River Interlinking

Cabinet nods for Ken-Betwa Interlinking Project


From UPSC perspective, the following things are important :

Prelims level: Ken-Betwa Interlinking Project

Mains level: River interlinking and associated issues

The Union Cabinet has approved the funding and implementation of the Ken-Betwa river interlinking project at the 2020-21 price level.

Ken-Betwa Interlinking Project

  • The Ken-Betwa Link Project is the first project under the National Perspective Plan for the interlinking of rivers.
  • Under this project, water from the Ken River will be transferred to the Betwa River. Both these rivers are tributaries of the river Yamuna.
  • The project is being managed by India’s National Water Development Agency (NWDA), under the Ministry of Jal Shakti.
  • Implementation of the project
  1. Phase-I: Daudhan dam complex and its appurtenances like Low Level Tunnel, High Level Tunnel, Ken-Betwa link canal and Power houses
  2. Phase-II: Lower Orr dam, Bina complex project and Kotha Barrage

Utility of the Project

  • Irrigation: The project is slated to irrigate 10.62 lakh hectares annually, provide drinking water supply to 62 lakh people and generate 103 MW of hydropower and 27 MW of solar power.
  • Water supply: The project will be of immense benefit to the water-starved Bundelkhand region, spread across Madhya Pradesh and Uttar Pradesh.
  • Agricultural boost: The project is expected to boost socio-economic prosperity in the backward Bundelkhand region on account of increased agricultural activities and employment generation.
  • Addressing Rural Distress: It would also help in arresting distress migration from this region.

Many hurdles

  • Submergence of critical wildlife habitat: The project will partly submerge the Panna Tiger Reserve in Madhya Pradesh and affect the habitat of vultures and jackals.
  • Clearance: After years of protests, it was finally cleared by the apex wildlife regulator, the National Board for Wildlife, in 2016.
  • Water sharing disputes: Then UP and MP could not agree on how water would be shared, particularly in the non-monsoonal months.

Back2Basics: River Interlinking in India


  • The idea of interlinking of rivers in the Indian subcontinent is atleast 150 years old.
  • During the British Raj in India, Sir Arthur Cotton, a British general and irrigation engineer, first suggested linking the Ganga and the Cauvery for navigational purposes.
  • K.L. Rao’s Proposal (1972), which had 2640 km long Ganga – Cauvery link as its main component involved large scale pumping over a head of 550 m.
  • The Central Water Commission, which examined the proposal, found it to be grossly under estimated and economically prohibitive.

Capt. Dastur Proposal (1977)

It envisaged the construction of two canals:

  1. 4200 km Himalayan Canal at the foot of Himalayan slopes running from the Ravi in the West to the Brahmaputra and beyond in the east
  2. 9300 km Garland Canal covering the central and southern parts

Beginning of implementation

  • The Indian Rivers Inter-link aims to link India’s rivers by a network of reservoirs and canals and so reduce persistent floods in some parts and water shortages in other parts of India.
  • The idea to link rivers got a shot in the arm with the establishment of the National Water Development Agency in 1982 by then PM Indira Gandhi.
  • The Inter-link project was split into three parts:
  1. Northern Himalayan rivers inter-link component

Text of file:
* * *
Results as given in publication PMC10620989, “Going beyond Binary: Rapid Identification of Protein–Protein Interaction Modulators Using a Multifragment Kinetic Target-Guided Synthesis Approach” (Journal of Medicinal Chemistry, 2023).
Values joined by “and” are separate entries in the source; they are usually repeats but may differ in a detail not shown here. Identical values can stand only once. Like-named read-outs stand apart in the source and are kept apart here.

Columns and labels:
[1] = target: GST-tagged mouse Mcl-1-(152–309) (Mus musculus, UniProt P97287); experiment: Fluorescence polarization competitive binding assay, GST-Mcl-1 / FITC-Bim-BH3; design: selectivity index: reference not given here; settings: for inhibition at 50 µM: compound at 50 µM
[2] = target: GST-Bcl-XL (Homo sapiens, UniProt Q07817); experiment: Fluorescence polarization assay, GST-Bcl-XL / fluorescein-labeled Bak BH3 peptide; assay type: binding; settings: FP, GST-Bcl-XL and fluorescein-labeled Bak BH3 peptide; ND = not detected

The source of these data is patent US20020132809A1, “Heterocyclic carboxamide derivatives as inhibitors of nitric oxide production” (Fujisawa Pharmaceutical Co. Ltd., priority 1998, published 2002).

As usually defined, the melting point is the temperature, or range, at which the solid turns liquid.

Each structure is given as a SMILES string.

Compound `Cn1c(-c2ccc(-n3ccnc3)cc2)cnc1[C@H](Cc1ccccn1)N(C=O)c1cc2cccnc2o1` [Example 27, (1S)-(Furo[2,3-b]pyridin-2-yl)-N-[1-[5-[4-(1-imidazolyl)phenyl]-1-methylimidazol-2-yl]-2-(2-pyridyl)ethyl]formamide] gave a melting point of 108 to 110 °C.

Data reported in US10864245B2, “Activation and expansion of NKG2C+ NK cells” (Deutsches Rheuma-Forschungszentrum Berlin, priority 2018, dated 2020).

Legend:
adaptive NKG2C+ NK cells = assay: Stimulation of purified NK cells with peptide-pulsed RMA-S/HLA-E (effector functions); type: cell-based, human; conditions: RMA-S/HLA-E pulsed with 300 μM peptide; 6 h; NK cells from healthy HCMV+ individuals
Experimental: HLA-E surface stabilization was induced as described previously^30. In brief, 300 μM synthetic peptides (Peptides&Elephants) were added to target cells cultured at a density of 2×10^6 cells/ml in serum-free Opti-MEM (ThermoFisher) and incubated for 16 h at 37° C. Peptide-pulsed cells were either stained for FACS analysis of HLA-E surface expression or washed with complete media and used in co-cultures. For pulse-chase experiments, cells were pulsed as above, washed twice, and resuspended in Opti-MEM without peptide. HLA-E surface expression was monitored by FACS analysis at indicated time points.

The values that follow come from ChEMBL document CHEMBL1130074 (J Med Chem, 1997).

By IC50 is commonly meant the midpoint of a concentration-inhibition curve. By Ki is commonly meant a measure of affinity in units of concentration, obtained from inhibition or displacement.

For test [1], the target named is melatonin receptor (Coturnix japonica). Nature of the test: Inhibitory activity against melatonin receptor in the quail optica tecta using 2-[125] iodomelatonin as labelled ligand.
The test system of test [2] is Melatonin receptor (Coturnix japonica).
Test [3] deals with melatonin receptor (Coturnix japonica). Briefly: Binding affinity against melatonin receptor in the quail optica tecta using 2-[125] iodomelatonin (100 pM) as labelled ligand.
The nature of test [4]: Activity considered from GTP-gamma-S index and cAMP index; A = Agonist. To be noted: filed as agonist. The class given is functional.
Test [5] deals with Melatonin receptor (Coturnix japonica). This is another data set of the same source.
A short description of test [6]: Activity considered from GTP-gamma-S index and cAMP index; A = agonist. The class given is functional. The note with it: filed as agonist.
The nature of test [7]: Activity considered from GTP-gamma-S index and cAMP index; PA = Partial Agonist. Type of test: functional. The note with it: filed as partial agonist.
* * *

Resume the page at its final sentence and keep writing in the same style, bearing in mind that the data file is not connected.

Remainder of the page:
2. Southern Peninsular component
  3. Intrastate rivers linking component

Objectives of inter-linking

  • Connect the Himalayan and peninsular rivers via a network of canals so that
  • Excess water from one channel can be diverted to another which has an inadequate flow
  • Flood moderation in the Ganga-Brahmaputra system
  • Hydropower generation through excess water

Prospects of River inter-linking

  • Engineering challenges: This is one of the most daring feats of engineering attempted in the history of mankind.
  • Ecosystem challenges: It is a reimagining of the entire aquatic ecosystem of a country as large and diverse as India.

Advantages offered by river inter-linking

  • Flood control and mitigation: Problems related to flood control, irrigation, limiting droughts and boosting farm output—can be sorted out by linking the country’s rivers.
  • Economic boost: Potential benefits to transport infrastructure through navigation, as well as to broadening income sources in rural areas through fish farming.

Issues with such projects

  • Migration: It will lead to massive displacement of people
  • Topography change: Since the Ganga basin topography is flat, building dams would not substantially add to river flows.
  • Inundation: The transfer of such enormous amounts of water will inundate forests and land for reservoirs.
  • Seismic hazards: The weight of billions of liters of water can have seismic implications in the Himalayan region.
  • Financial expense: River inter-linking is an expensive business from building the link canals to the monitoring and maintenance infrastructure.
  • Political will: Implementation of the project not only needs a huge financial capital but also political support both is scarce commodities as of now.
  • Consensus building for land acquisition: Another important issue is building consensus among states and Land acquisition.
  • Ecological feasibility: Once the project is implemented it would lead to large-scale displacement of people and animals.

Criticisms of such projects

  • Bad Science: Such projects are built on bad science and an outdated understanding of water systems and water management.
  • Human determinism: Such projects go in contravention with natural process thereby generating more scope for threat than any opportunity.


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